Why become a Benefit Corporation?

In 2009, Sunrise Banks became a Certified B Corp, one of only a handful of financial institutions across the country to do so. The bank also became a legal Minnesota benefit corporation in 2015, shortly after the state made that designation available.

Other Certified B Corp banks in the United States include Beneficial State Bank, Oakland, Calif.; New Resource Bank, San Francisco; City First Bank, Washington, D.C.; and Amalgamated Bank, New York, which is also a union-owned bank.

The process to become a Certified B Corp is overseen by a nonprofit called B Labs, which was formed in 2007 to provide businesses with a management and impact-governance framework through which they could manifest their ideals.

B Corp certification isn’t a legal designation; it’s akin to other values-based certifications such as Fair Trade or Certified Organic in that it requires companies using the power of their businesses for social good to meet rigorous standards in areas of overall social and environmental performance, accountability and transparency. As of mid-2017, there were more than 2,200 certified B Corps operating in 50 countries and 130 industries.

Social initiatives have historically been under the purview of nonprofit entities while for-profit entities have been understood to exist primarily to make money for shareholders. A hybrid of these two models designed for companies like Sunrise that take seriously their role in improving society while also valuing profits is the Public Benefit Corporation.

A problem already solved in two-thirds of U.S. states is how to address the traditional corporate directive to maximize financial value for a corporation’s owners. If a corporation decides to direct revenues toward programs deemed “socially good” at the expense of maximized profits, a shareholder could file suit against management and directors for breach of fiduciary duty. Through state-by-state legislative action, this barrier to using profits for social good is being removed. B Labs wrote the model legislation for states that wanted to create public benefit corporations and lawmakers have moved quickly.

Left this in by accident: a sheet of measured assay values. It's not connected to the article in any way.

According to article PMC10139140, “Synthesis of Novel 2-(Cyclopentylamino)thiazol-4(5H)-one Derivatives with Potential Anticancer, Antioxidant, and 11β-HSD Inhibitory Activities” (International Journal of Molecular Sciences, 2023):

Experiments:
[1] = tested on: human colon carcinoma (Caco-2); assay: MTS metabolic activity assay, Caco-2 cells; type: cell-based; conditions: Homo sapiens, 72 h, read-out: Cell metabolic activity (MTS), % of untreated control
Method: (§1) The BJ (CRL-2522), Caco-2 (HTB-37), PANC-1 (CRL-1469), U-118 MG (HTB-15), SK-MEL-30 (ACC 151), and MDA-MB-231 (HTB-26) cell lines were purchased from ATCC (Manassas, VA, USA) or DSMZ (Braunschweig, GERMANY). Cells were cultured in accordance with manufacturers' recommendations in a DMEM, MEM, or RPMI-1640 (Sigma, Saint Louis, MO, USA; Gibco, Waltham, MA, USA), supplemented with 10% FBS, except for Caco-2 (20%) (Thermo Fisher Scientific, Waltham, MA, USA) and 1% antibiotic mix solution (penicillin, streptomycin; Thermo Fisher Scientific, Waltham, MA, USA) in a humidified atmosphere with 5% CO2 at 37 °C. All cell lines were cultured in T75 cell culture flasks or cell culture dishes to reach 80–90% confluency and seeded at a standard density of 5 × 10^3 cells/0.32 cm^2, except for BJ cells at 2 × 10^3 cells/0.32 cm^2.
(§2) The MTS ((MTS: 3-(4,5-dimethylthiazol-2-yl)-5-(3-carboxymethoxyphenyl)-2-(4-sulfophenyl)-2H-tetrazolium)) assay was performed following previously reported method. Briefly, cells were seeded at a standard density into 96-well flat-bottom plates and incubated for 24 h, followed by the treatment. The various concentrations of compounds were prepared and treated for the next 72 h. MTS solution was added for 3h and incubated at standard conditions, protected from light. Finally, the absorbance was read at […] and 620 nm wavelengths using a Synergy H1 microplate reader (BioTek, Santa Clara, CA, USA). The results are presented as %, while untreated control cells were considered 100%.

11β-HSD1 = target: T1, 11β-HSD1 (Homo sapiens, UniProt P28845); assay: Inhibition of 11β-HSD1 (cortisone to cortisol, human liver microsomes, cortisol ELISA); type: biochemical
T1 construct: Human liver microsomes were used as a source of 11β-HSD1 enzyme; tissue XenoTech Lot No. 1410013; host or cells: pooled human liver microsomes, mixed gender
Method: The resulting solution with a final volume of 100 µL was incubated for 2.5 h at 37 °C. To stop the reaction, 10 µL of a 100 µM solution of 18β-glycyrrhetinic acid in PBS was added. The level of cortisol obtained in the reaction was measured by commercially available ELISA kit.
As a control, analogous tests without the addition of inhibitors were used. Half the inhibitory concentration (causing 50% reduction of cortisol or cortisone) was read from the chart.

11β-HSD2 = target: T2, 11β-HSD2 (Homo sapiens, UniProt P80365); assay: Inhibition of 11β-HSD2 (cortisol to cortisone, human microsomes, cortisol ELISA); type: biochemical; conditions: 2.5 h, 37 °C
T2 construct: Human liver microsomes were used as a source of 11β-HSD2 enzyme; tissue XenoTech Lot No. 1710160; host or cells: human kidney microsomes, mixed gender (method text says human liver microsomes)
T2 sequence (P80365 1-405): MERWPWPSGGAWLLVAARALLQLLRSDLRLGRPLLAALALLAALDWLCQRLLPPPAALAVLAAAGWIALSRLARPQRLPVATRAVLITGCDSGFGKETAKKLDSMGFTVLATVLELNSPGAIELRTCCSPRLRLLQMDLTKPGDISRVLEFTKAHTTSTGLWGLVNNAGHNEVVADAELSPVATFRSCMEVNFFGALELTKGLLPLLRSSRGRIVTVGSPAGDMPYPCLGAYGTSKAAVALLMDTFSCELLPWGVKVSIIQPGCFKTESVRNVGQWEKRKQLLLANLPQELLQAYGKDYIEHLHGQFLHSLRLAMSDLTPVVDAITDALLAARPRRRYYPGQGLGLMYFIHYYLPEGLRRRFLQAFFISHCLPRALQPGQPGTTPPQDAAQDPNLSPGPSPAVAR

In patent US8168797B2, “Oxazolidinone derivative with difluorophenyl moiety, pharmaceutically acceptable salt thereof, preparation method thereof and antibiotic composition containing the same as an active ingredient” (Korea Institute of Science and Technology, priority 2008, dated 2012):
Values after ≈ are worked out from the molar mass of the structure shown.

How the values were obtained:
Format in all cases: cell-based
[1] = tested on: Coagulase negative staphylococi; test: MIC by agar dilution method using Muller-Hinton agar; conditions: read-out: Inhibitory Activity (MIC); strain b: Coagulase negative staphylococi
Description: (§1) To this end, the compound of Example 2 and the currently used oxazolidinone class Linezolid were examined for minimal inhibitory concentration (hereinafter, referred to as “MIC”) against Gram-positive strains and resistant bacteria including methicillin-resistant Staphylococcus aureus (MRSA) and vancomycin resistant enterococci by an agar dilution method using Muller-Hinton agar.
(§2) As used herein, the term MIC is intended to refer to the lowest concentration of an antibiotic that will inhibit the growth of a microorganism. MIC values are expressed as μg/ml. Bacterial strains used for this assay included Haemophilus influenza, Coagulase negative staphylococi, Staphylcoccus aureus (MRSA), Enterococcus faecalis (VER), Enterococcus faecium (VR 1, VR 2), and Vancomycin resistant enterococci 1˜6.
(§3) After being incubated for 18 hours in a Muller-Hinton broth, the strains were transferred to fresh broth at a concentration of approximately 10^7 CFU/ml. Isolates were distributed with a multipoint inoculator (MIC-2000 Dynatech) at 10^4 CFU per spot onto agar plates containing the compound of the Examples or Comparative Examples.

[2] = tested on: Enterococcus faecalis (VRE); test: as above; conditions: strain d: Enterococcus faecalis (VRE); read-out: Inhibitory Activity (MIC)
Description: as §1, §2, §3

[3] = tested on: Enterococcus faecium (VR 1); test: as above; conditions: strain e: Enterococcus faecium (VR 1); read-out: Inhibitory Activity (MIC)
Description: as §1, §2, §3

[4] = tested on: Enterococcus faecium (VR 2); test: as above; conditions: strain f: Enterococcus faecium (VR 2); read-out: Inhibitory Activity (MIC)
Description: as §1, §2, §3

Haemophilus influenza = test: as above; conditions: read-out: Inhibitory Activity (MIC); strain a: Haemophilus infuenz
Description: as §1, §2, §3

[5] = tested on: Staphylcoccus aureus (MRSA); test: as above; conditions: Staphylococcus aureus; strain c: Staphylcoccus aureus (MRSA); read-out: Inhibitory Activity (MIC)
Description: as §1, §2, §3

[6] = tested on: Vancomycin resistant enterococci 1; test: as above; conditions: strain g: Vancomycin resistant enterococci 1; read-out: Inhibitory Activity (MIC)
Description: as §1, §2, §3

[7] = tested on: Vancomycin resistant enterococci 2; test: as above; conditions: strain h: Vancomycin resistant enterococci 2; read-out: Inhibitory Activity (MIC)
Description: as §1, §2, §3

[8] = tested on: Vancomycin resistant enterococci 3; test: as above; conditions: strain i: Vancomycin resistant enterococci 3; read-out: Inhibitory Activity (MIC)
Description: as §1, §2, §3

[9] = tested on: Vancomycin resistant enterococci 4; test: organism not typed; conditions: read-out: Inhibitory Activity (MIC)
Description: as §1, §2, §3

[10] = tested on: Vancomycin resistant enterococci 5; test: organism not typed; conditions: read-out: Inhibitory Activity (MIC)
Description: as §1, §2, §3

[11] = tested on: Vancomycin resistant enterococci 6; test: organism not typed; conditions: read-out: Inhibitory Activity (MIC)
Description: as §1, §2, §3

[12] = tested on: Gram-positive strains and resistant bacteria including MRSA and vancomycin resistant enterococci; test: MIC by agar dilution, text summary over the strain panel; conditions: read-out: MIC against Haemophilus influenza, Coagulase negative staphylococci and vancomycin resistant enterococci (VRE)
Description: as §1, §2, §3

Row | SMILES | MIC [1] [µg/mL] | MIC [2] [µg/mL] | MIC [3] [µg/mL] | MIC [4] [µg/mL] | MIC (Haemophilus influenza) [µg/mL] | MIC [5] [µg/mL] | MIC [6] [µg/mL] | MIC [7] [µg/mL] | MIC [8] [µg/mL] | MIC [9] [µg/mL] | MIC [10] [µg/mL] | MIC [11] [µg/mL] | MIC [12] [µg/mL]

In the NorthWestern Financial Review readership area, states that have created a public benefit corporation option include: Illinois (2013), Nebraska (2014), Colorado (2014), Minnesota (2015), Indiana (2016) and Kansas (2017). States that have seen legislative movement on public benefit corporation designation, but have yet to enact legislation are: Iowa, Montana, Michigan and Wisconsin. Legislatures in Missouri, North Dakota, South Dakota and Wyoming have not taken up debate over public benefit corporations.

Benefit corporation laws do not impose a new regulatory regime on businesses that choose to operate under traditional corporate law. Shareholders of benefit corporations retain all of their traditional governance rights, and benefit corporation directors have the same duties of care and loyalty that they have in traditional corporations.

A benefit corporation must annually self-report how it makes its public impact. There are no audits conducted by the state but the reports are publicly available so anyone can see how well the benefit corporation’s actions lived up to its stated intentions.

With Certified B Corps, the process to determine accountability to ideals is more intensive. David Reiling, CEO of Sunrise Banks, said the B Corp assessment is as rigorous as a regulatory exam. Sunrise Banks was named a “B Corp Best for the World” by B Lab in both 2013 and 2014.

Find information about becoming a Certified B Corp or read the impact assessments of any B Corp online at bcorporation.net.